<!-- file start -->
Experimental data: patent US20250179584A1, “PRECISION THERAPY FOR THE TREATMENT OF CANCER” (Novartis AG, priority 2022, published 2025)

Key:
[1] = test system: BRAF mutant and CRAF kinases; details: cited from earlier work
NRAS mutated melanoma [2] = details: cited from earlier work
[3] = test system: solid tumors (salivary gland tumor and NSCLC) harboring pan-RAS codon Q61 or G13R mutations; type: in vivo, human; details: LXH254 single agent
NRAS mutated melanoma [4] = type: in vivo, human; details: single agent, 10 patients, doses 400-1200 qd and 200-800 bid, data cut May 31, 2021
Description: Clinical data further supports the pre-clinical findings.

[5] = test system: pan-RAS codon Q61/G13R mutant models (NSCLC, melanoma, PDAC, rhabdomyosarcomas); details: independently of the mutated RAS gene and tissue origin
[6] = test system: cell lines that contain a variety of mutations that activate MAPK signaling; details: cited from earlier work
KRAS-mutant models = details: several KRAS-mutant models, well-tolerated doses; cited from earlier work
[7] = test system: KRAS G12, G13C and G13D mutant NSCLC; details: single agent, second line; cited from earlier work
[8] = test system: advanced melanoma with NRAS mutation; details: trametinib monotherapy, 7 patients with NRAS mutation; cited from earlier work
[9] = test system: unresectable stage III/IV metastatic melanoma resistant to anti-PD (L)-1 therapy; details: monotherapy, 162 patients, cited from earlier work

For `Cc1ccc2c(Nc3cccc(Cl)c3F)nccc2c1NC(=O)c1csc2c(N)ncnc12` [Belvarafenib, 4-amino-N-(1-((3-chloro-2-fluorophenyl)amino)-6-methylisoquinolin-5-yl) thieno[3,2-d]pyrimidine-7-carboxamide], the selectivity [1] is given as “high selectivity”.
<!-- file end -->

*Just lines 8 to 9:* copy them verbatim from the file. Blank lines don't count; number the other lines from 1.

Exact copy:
[5] = test system: pan-RAS codon Q61/G13R mutant models (NSCLC, melanoma, PDAC, rhabdomyosarcomas); details: independently of the mutated RAS gene and tissue origin
[6] = test system: cell lines that contain a variety of mutations that activate MAPK signaling; details: cited from earlier work